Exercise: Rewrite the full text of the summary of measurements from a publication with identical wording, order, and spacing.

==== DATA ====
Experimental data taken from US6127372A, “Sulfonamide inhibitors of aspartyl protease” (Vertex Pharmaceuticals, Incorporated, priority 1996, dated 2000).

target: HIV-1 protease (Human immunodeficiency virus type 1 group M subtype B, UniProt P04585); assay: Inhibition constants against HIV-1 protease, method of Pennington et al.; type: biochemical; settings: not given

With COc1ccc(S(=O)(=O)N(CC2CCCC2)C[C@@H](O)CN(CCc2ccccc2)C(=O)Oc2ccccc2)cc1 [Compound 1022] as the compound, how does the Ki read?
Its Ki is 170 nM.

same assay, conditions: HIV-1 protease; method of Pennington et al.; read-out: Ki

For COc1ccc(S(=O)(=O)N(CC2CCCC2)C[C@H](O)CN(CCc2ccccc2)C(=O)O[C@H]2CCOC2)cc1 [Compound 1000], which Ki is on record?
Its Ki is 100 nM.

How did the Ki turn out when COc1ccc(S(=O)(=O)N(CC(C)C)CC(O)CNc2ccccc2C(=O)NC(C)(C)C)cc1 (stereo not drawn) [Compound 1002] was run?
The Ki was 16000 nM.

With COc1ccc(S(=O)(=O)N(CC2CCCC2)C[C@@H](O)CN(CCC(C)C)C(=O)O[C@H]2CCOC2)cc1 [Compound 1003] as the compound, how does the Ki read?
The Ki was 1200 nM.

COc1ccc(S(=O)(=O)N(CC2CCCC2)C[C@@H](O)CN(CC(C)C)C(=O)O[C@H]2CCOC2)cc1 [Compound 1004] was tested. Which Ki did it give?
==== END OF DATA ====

Experimental data taken from US6127372A, “Sulfonamide inhibitors of aspartyl protease” (Vertex Pharmaceuticals, Incorporated, priority 1996, dated 2000).

target: HIV-1 protease (Human immunodeficiency virus type 1 group M subtype B, UniProt P04585); assay: Inhibition constants against HIV-1 protease, method of Pennington et al.; type: biochemical; settings: not given

With COc1ccc(S(=O)(=O)N(CC2CCCC2)C[C@@H](O)CN(CCc2ccccc2)C(=O)Oc2ccccc2)cc1 [Compound 1022] as the compound, how does the Ki read?
Its Ki is 170 nM.

same assay, conditions: HIV-1 protease; method of Pennington et al.; read-out: Ki

For COc1ccc(S(=O)(=O)N(CC2CCCC2)C[C@H](O)CN(CCc2ccccc2)C(=O)O[C@H]2CCOC2)cc1 [Compound 1000], which Ki is on record?
Its Ki is 100 nM.

How did the Ki turn out when COc1ccc(S(=O)(=O)N(CC(C)C)CC(O)CNc2ccccc2C(=O)NC(C)(C)C)cc1 (stereo not drawn) [Compound 1002] was run?
The Ki was 16000 nM.

With COc1ccc(S(=O)(=O)N(CC2CCCC2)C[C@@H](O)CN(CCC(C)C)C(=O)O[C@H]2CCOC2)cc1 [Compound 1003] as the compound, how does the Ki read?
The Ki was 1200 nM.

COc1ccc(S(=O)(=O)N(CC2CCCC2)C[C@@H](O)CN(CC(C)C)C(=O)O[C@H]2CCOC2)cc1 [Compound 1004] was tested. Which Ki did it give?